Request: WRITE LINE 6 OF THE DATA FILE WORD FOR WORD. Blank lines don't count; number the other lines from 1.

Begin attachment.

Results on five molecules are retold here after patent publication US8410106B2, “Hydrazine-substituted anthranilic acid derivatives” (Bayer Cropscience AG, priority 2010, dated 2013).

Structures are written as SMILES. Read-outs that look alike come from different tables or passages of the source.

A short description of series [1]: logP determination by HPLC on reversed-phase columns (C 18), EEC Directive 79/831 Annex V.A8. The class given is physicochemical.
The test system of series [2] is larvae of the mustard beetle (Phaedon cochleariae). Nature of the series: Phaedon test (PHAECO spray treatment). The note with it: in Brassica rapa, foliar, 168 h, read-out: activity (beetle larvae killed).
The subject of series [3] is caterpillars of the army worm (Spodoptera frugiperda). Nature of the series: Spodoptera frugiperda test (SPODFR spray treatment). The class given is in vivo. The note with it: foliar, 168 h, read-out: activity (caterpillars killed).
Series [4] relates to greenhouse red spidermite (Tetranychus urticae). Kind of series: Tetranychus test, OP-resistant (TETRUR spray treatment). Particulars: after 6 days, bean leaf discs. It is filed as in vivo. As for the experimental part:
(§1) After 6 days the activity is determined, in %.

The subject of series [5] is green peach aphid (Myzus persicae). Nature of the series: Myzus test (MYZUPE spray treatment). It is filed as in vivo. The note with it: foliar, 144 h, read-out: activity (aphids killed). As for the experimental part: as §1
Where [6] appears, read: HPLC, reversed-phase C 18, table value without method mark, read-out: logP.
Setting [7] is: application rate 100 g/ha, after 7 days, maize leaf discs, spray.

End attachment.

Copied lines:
Series [4] relates to greenhouse red spidermite (Tetranychus urticae). Kind of series: Tetranychus test, OP-resistant (TETRUR spray treatment). Particulars: after 6 days, bean leaf discs. It is filed as in vivo. As for the experimental part: